Give a shot at working through these questions for yourself. Spend time and reflect on your potential. Use the Johari Window to think about what areas pose personal growth, and what strengths you should be maximizing! Questions, or seeking accountability? Me too!

Let's co-create. Cheers!



ENERGY. It's a POWERful thing!

Our energy level affects us and how we show up each day.

Explore that with me:

You walk into your meeting after a sleepless night, the expectations on the discussion outcomes are high, and the personalities in the room are unpredictable. How is your energy? 

Flip it.

Time to enjoy an hour of happy after work, and in whatever shape that takes for you (sipping, sweating, swinging, sky's the limit). How about your energy now?

I don't know where you stand, but the second scenario leaves me lighter: a sunny forecast and excitement in my veins. I am ready for anything in that hour. With a positive outlook and high energy, I am more likely set up for stronger performance. Take it further: I am set up for a better experience and it's more likely that those around me are too. 

Somewhat obvious, yes? Yet how often do you take an inventory of your energy? If so, what do you do with that knowledge to serve you best in the moment?


During a facilitation last year, the Emotional Quadrants were informally introduced to me as a technique for taking inventory. This 2X2 matrix offers a way to assess your outlook and energy.  

Based on where you land, use strategies to shift in order to make it an hour of happy rather than unpredictable.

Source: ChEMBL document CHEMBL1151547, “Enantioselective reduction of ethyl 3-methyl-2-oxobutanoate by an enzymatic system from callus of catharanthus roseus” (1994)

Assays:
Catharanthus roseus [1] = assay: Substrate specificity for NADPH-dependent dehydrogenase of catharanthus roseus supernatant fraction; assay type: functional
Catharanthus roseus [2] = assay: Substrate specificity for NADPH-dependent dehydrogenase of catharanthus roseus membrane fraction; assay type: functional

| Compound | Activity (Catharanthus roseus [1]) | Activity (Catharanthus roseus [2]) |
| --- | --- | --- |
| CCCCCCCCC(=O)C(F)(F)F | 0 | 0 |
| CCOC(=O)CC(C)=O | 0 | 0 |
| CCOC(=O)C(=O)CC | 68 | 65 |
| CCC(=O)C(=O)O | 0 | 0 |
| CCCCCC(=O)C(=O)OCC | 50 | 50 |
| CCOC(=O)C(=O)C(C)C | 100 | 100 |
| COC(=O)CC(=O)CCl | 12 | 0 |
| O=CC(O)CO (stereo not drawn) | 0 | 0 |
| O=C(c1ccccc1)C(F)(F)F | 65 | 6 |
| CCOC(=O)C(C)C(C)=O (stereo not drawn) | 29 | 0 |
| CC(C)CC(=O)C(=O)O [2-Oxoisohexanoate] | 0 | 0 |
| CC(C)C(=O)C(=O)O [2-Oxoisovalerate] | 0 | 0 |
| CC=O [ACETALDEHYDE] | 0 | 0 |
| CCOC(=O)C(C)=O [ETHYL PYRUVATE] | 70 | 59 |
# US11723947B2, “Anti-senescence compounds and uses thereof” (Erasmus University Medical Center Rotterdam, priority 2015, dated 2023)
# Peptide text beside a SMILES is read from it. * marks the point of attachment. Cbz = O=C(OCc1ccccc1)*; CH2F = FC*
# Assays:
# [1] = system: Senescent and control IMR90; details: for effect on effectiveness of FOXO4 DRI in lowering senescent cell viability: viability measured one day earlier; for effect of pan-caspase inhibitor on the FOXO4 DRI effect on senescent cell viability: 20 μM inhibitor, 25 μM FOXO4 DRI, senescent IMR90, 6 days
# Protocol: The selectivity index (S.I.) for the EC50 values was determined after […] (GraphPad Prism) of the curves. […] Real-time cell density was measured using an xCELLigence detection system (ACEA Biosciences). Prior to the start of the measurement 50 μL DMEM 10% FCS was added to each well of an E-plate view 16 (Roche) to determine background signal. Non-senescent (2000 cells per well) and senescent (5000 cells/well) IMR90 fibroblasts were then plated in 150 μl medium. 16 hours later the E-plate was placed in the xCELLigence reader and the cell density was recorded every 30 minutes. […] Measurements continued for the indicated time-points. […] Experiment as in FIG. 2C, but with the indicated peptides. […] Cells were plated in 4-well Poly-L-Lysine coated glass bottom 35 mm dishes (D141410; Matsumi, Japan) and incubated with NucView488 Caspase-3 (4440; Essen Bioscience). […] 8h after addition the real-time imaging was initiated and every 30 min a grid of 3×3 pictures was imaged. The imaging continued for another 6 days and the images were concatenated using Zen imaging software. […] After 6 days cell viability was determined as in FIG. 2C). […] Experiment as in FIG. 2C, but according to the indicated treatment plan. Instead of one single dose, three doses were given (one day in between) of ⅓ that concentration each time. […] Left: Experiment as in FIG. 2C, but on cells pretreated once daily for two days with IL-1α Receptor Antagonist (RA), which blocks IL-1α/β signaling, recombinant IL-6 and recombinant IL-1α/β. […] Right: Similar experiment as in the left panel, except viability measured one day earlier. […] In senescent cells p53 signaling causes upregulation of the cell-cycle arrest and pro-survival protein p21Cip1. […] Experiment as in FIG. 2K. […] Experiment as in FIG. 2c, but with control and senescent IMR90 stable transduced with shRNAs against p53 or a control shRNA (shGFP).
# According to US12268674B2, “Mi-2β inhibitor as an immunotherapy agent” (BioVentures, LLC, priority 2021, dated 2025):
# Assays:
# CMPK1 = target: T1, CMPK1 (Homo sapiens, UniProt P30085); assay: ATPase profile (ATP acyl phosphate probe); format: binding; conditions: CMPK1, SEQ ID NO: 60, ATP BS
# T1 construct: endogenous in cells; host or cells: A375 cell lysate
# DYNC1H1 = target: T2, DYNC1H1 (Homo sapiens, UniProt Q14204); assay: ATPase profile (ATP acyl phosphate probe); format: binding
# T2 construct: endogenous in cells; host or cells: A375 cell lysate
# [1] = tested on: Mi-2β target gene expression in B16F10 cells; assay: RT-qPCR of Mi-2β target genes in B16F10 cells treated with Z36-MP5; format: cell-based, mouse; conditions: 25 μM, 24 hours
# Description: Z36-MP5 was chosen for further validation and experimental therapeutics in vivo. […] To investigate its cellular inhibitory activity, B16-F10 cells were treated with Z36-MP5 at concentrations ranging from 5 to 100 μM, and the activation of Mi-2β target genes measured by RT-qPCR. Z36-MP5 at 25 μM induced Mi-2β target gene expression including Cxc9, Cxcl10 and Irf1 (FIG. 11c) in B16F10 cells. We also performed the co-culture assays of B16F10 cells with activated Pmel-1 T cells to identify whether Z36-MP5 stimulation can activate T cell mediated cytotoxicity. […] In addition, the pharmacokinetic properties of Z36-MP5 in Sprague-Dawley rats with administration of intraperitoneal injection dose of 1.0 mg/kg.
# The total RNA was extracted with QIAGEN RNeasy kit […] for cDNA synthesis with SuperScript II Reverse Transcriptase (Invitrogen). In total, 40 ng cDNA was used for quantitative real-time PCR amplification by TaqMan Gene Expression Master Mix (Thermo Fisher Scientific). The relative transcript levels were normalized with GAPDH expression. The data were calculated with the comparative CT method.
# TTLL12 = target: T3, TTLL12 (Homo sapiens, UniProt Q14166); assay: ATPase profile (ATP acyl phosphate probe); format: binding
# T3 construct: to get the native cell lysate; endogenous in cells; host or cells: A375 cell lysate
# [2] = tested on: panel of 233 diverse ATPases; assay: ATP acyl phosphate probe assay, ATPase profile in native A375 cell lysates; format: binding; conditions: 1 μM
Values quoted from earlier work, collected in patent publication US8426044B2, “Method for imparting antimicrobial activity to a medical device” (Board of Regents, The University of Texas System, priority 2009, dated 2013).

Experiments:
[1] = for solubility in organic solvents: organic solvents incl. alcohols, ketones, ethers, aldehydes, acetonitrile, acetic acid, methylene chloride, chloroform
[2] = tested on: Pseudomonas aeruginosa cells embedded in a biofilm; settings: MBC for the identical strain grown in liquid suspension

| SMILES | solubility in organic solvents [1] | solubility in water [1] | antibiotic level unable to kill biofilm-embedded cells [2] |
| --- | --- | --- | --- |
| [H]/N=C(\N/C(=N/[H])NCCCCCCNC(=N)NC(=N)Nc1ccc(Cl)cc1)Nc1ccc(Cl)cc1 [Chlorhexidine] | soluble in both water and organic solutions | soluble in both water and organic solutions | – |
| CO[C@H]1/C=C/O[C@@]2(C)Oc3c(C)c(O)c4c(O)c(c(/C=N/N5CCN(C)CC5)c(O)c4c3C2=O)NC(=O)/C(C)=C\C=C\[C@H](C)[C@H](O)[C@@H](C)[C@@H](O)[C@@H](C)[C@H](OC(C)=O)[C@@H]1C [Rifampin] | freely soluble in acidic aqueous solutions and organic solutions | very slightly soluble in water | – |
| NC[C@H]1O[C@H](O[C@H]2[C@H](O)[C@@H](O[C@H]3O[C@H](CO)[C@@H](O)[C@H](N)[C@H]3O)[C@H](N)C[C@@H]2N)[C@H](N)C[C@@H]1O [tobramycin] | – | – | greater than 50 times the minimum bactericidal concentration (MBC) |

Simple, proven strategies include breaks for walking, hydrating, breath-work or coloring. And don't just take a break, I mean TAKE THE BREAK WITH INTENTION.

Do that by disconnecting through a physical action (like a short walk) to HIT RESET. Then try drawing your attention inward with your breath, lengthening it; as thoughts come up, use your breath to acknowledge (inhale) them and release (exhale) them out, coming back to deep breathing for a few minutes. Actually allow the break to restore and rejuvenate you.  Build these breaks into your day, your week, month and year. Give yourself the space to truly be your best self.

For me, the middle of the month can land in burnout or survival state. The annual high from January resolutions may leave us in a lull too. Today as I work towards fresh air, I'll not be taking a short break. I am hitting reset towards recovery with a few days away.

Sometimes we have to take inventory to realize a short break won't cut it. It's not easy to untangle yourself and take a longer reset, I understand that fully. But it's much harder to stay in the pit of low energy + negative outlook. Don't do that to yourself, you are worth more.

Consider your energy throughout this year. Use this 2X2 or another tool you might have to gain perspective and greater awareness on where you are energetically. Let that learning guide your steps to your best self, always. Interested in exploring more strategies? Be in touch!

Finally, this post would be incomplete without recognizing the Human Performance Institute for their brilliance, and to Billy McMillan for sharing last year. Inspire #hummaninnovation.